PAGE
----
Hip and Elbow Dysplasia: Unfortunately, this joint problem affects a large number of large dogs. This fairly common disease is caused by a deformation of the joints during growth. Dysplasia is a genetic disease, which is exacerbated by certain external factors, including canine obesity and intense physical exercise. It usually affects both sides of the body; hip dysplasia affects the hind legs, while elbow dysplasia affects the front legs. As a result, your Cane Corso may suffer from lameness or a lack of coordination. They might even have trouble standing up and lying down and, ultimately, dysplasia can lead to paralysis. All serious breeders will have both parents screened to prevent puppies from being predisposed to the disease.
Primary Epilepsy: Also known as Idiopathic Epilepsy (IE), this type of epilepsy is defined as recurrent seizures with no identifiable cause. Seizures manifest as a loss of consciousness and convulsions that can last for several minutes. This is a common health problem for Cane Corsi. There is no cure for epilepsy, but treatment can be prescribed to help limit seizures and improve the animal's quality of life.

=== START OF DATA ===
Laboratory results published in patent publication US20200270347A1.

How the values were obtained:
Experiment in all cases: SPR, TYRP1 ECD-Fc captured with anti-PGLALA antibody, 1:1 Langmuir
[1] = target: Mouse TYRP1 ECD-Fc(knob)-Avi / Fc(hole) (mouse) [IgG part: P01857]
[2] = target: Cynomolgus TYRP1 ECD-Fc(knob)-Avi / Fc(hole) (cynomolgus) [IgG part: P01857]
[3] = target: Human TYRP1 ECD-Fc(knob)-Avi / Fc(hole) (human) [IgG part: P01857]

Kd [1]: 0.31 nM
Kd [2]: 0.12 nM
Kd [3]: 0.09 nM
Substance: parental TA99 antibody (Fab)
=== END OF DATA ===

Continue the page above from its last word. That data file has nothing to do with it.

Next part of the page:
Gastric Dilatation-Volvulus (GDV): Also known as gastric dilation, twisted stomach, or gastric torsion. As a large dog, the Cane Corso is more at risk for this. This is a medical condition that affects dogs in which the stomach becomes overstretched and rotated by excessive gas content. When the stomach expands and twists, it turns on itself and blocks the entry and exit routes, causing gas to build up. It is a life-threatening emergency, which can be fatal within hours if left untreated. The dog drools and tries to vomit unsuccessfully. Surgery is the only treatment for this condition, but the prognosis is not always good. Some vets will perform an operation called a gastropexy, which involves surgical attachment of the dog's stomach to the body wall to prevent it from twisting. This does not prevent the stomach from bloating (dilatation) but does stop it from twisting (volvulus) in most cases.
Eye Diseases: Cane Corsi are affected by several types of eye diseases. Entropion is characterised by the eyelid (usually lower) folding inward. Ectropion is the eyelid folding outward. Cane Corsi are also prone to canine multifocal retinopathy 1 (CMR1), a detachment of the retina that leads to degeneration. Depending on the severity of the disease, the dog may suffer from mild vision problems or complete blindness.